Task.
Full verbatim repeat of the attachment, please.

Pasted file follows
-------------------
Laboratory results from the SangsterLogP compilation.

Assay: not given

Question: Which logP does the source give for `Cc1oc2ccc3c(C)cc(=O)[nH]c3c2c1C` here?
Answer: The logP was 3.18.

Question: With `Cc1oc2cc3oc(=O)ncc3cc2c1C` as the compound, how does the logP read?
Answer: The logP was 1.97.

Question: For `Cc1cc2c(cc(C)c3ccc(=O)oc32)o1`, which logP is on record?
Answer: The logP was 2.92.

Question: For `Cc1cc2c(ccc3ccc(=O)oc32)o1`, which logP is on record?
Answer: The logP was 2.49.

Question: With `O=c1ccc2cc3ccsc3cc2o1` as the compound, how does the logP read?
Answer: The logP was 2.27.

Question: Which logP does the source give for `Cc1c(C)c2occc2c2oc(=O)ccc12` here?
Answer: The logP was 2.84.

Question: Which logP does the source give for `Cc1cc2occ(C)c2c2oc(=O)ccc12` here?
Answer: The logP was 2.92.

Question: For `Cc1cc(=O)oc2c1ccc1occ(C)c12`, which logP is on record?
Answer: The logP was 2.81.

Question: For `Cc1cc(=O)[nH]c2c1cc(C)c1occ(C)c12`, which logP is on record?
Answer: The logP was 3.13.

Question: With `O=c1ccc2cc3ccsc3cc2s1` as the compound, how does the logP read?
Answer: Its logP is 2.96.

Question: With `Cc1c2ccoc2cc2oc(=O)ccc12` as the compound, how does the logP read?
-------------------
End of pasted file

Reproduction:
Laboratory results from the SangsterLogP compilation.

Assay: not given

Question: Which logP does the source give for `Cc1oc2ccc3c(C)cc(=O)[nH]c3c2c1C` here?
Answer: The logP was 3.18.

Question: With `Cc1oc2cc3oc(=O)ncc3cc2c1C` as the compound, how does the logP read?
Answer: The logP was 1.97.

Question: For `Cc1cc2c(cc(C)c3ccc(=O)oc32)o1`, which logP is on record?
Answer: The logP was 2.92.

Question: For `Cc1cc2c(ccc3ccc(=O)oc32)o1`, which logP is on record?
Answer: The logP was 2.49.

Question: With `O=c1ccc2cc3ccsc3cc2o1` as the compound, how does the logP read?
Answer: The logP was 2.27.

Question: Which logP does the source give for `Cc1c(C)c2occc2c2oc(=O)ccc12` here?
Answer: The logP was 2.84.

Question: Which logP does the source give for `Cc1cc2occ(C)c2c2oc(=O)ccc12` here?
Answer: The logP was 2.92.

Question: For `Cc1cc(=O)oc2c1ccc1occ(C)c12`, which logP is on record?
Answer: The logP was 2.81.

Question: For `Cc1cc(=O)[nH]c2c1cc(C)c1occ(C)c12`, which logP is on record?
Answer: The logP was 3.13.

Question: With `O=c1ccc2cc3ccsc3cc2s1` as the compound, how does the logP read?
Answer: Its logP is 2.96.

Question: With `Cc1c2ccoc2cc2oc(=O)ccc12` as the compound, how does the logP read?